COLUMN: Students should shoot to play non-blockbuster video games
The lack of new “My Little Pony” episodes last week only was the second-most depressing aspect of February. What I found truly crushing was a new statistics out of the “Guinness World Records 2012 Gamer’s Edition” about the top video game endings of all time.
“Zelda: A Link to the Past” is one of the top five video game endings of all time, according to Steven. Although other Zelda games made the Guiness list, this game was left off entirely.
AT A GLANCE
Guiness World Records Top 10 Game Greatest Video Game Endings:
Call of Duty: Black Ops
The Legend of Zelda: Ocarina of Time
Call of Duty: Modern Warfare
God of War
Red Dead Redemption
Metal Gear Solid 4
Final Fantasy VII
According to the website, 13, 519 gamers voted on what they considered to be the best video game endings of all time. The poll crowned “Call of Duty: Black Ops” as the best ending in gaming history, just ahead of “Halo: Reach.”
“The Legend of Zelda: Ocarina of Time” did place third on the list, which makes me feel a little better. But the results still are pretty awful.
I’m not saying this because I hate first-person shooters. Rather, these results confirm a fear I’ve had lately about the state of the modern gaming scene — that it’s beginning to lose an appreciation for “the classics.”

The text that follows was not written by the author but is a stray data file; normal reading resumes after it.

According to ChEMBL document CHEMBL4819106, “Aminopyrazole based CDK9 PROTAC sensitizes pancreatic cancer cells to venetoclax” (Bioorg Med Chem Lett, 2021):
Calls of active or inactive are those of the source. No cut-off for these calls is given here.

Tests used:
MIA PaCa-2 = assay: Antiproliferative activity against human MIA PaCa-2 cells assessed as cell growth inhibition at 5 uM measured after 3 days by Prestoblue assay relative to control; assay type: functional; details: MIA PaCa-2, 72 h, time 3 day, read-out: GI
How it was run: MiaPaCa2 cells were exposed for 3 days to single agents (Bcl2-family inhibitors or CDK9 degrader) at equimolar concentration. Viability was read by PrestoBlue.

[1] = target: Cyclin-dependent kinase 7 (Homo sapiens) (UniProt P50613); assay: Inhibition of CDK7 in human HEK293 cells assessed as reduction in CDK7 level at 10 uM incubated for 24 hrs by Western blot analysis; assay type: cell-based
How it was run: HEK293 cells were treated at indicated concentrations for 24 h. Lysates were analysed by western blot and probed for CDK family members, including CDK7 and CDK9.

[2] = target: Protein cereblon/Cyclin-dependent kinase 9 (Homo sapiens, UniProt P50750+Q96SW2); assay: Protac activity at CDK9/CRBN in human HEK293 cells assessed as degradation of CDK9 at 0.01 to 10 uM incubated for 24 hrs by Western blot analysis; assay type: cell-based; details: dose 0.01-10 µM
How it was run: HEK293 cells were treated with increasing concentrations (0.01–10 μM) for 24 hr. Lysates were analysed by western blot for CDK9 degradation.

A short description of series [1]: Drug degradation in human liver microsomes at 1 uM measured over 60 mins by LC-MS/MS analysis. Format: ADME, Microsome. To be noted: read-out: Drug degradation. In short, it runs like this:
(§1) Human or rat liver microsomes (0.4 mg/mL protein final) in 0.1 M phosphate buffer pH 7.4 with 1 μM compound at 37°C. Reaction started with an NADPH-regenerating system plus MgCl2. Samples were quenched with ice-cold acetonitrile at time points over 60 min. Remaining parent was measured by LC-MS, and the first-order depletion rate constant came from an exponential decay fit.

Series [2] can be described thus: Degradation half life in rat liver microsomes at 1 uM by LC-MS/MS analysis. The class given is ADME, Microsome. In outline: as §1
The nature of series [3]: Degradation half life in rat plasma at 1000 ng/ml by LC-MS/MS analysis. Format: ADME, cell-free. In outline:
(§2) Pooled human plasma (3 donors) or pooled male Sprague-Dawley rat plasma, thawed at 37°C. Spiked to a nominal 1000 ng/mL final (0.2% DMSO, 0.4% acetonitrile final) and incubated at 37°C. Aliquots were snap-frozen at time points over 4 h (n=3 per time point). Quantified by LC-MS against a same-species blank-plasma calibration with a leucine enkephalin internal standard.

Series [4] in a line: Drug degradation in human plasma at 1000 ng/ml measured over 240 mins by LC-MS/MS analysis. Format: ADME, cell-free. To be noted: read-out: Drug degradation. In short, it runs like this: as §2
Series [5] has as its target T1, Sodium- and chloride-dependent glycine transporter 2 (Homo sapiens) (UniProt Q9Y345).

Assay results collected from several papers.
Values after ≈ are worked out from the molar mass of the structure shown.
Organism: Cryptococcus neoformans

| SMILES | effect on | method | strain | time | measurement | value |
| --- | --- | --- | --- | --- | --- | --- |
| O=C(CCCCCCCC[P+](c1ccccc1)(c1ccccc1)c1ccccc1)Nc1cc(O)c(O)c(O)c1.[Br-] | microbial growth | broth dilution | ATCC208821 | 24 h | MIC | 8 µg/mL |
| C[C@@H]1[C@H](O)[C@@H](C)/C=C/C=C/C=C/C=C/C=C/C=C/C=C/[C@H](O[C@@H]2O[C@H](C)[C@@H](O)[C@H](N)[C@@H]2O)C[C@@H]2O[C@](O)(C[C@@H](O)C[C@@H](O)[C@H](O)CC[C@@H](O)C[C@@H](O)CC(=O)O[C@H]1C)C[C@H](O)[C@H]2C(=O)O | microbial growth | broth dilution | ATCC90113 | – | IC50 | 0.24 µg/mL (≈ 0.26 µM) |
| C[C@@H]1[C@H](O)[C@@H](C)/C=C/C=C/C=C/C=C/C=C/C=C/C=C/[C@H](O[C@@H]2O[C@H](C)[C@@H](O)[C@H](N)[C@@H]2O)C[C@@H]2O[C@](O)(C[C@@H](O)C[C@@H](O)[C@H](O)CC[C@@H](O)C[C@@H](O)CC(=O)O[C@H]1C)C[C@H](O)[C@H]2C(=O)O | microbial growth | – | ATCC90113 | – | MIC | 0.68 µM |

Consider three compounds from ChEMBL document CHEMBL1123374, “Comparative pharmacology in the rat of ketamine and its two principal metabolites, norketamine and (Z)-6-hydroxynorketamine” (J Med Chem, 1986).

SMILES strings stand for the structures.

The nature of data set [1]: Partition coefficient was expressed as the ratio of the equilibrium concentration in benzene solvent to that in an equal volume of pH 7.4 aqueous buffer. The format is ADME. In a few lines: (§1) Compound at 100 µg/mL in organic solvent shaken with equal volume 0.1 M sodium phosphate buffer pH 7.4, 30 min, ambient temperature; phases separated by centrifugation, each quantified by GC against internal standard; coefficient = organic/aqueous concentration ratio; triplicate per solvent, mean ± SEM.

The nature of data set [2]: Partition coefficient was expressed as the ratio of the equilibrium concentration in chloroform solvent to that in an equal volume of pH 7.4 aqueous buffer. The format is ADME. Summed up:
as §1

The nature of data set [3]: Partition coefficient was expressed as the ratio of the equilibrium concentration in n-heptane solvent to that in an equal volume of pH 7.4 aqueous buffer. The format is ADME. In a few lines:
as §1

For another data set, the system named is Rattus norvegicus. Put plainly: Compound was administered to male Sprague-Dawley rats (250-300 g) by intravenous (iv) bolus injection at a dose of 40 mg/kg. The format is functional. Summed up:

Take the most egregious omission from the list, the original “Metroid” for the original Nintendo from 1986. From an oblivious modern perspective, the ending doesn’t appear all that revolutionary. After escaping an alien planet, the main character, Samus, removes her helmet and looks at the screen — what’s so good about that?
But taken in historical context, this surely is one of the best endings to any game ever.
Throughout the game, there had been no reference at all to the hero’s gender, so when the space suit was pulled off to reveal long hair and breasts, it was an utter shock to gamers of that era who had simply assumed Samus was a man. In 1986, that was revolutionary, even risky, because the gamer demographic was male-dominated. It broke new ground in the industry by proving female protagonists in games.
Take this landmark moment in gaming, Samus’ unmasking, and compare it to the endings of any of the “Call of Duty” games. Were they as revolutionary? Can you even remember them? Their endings don’t stick out in my mind, at all.
The gaming scene is growing fast right now, and I recognize that as it grows, the proportion of gamers who experienced “the classics” will shrink.
In the same way, the typical mainstream reader is unlikely to deem Atticus Finch his or her favorite literary hero. I expect today’s typical gamer would not heavily cite Kain from “Final Fantasy IV” or Crono from “Chrono Trigger.”
That said, I want to take this opportunity to plead with anyone reading this who may have voted in the Guinness poll: Step back from today’s blockbuster titles and consider looking back on gaming’s illustrious back catalog. You don’t have to enjoy “the classics,” but it would enrich your appreciation of gaming as an art form to recognize their significance.
Steven Zoeller is a journalism sophomore.